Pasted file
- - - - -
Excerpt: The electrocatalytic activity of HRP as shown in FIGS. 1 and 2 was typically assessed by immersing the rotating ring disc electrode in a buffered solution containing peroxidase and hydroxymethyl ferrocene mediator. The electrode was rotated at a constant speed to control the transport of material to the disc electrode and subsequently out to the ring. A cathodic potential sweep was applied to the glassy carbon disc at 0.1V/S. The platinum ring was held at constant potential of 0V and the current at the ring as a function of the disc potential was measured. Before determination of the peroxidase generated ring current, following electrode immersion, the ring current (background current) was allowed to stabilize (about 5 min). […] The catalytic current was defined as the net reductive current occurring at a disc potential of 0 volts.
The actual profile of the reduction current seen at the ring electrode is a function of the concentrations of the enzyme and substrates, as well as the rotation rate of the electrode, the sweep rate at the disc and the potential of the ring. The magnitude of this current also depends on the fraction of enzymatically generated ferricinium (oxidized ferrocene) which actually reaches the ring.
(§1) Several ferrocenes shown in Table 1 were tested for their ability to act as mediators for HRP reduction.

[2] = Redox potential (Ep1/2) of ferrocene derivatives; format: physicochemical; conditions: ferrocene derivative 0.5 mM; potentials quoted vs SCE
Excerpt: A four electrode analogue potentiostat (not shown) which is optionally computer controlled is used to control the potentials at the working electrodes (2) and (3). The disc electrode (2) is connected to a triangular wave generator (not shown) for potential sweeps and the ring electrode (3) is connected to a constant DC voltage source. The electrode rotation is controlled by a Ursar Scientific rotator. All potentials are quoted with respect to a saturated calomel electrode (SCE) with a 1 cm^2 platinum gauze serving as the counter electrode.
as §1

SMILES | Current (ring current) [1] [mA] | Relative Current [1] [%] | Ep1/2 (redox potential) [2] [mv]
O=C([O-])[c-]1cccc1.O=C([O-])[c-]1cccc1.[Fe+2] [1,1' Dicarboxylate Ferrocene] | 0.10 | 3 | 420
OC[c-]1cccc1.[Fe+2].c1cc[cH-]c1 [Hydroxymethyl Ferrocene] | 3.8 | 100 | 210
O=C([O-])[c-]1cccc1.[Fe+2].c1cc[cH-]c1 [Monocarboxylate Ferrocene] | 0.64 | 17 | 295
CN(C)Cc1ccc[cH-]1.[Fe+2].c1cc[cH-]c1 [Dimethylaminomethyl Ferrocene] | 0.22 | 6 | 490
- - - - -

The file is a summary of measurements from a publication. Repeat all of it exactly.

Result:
Excerpt: The electrocatalytic activity of HRP as shown in FIGS. 1 and 2 was typically assessed by immersing the rotating ring disc electrode in a buffered solution containing peroxidase and hydroxymethyl ferrocene mediator. The electrode was rotated at a constant speed to control the transport of material to the disc electrode and subsequently out to the ring. A cathodic potential sweep was applied to the glassy carbon disc at 0.1V/S. The platinum ring was held at constant potential of 0V and the current at the ring as a function of the disc potential was measured. Before determination of the peroxidase generated ring current, following electrode immersion, the ring current (background current) was allowed to stabilize (about 5 min). […] The catalytic current was defined as the net reductive current occurring at a disc potential of 0 volts.
The actual profile of the reduction current seen at the ring electrode is a function of the concentrations of the enzyme and substrates, as well as the rotation rate of the electrode, the sweep rate at the disc and the potential of the ring. The magnitude of this current also depends on the fraction of enzymatically generated ferricinium (oxidized ferrocene) which actually reaches the ring.
(§1) Several ferrocenes shown in Table 1 were tested for their ability to act as mediators for HRP reduction.

[2] = Redox potential (Ep1/2) of ferrocene derivatives; format: physicochemical; conditions: ferrocene derivative 0.5 mM; potentials quoted vs SCE
Excerpt: A four electrode analogue potentiostat (not shown) which is optionally computer controlled is used to control the potentials at the working electrodes (2) and (3). The disc electrode (2) is connected to a triangular wave generator (not shown) for potential sweeps and the ring electrode (3) is connected to a constant DC voltage source. The electrode rotation is controlled by a Ursar Scientific rotator. All potentials are quoted with respect to a saturated calomel electrode (SCE) with a 1 cm^2 platinum gauze serving as the counter electrode.
as §1

SMILES | Current (ring current) [1] [mA] | Relative Current [1] [%] | Ep1/2 (redox potential) [2] [mv]
O=C([O-])[c-]1cccc1.O=C([O-])[c-]1cccc1.[Fe+2] [1,1' Dicarboxylate Ferrocene] | 0.10 | 3 | 420
OC[c-]1cccc1.[Fe+2].c1cc[cH-]c1 [Hydroxymethyl Ferrocene] | 3.8 | 100 | 210
O=C([O-])[c-]1cccc1.[Fe+2].c1cc[cH-]c1 [Monocarboxylate Ferrocene] | 0.64 | 17 | 295
CN(C)Cc1ccc[cH-]1.[Fe+2].c1cc[cH-]c1 [Dimethylaminomethyl Ferrocene] | 0.22 | 6 | 490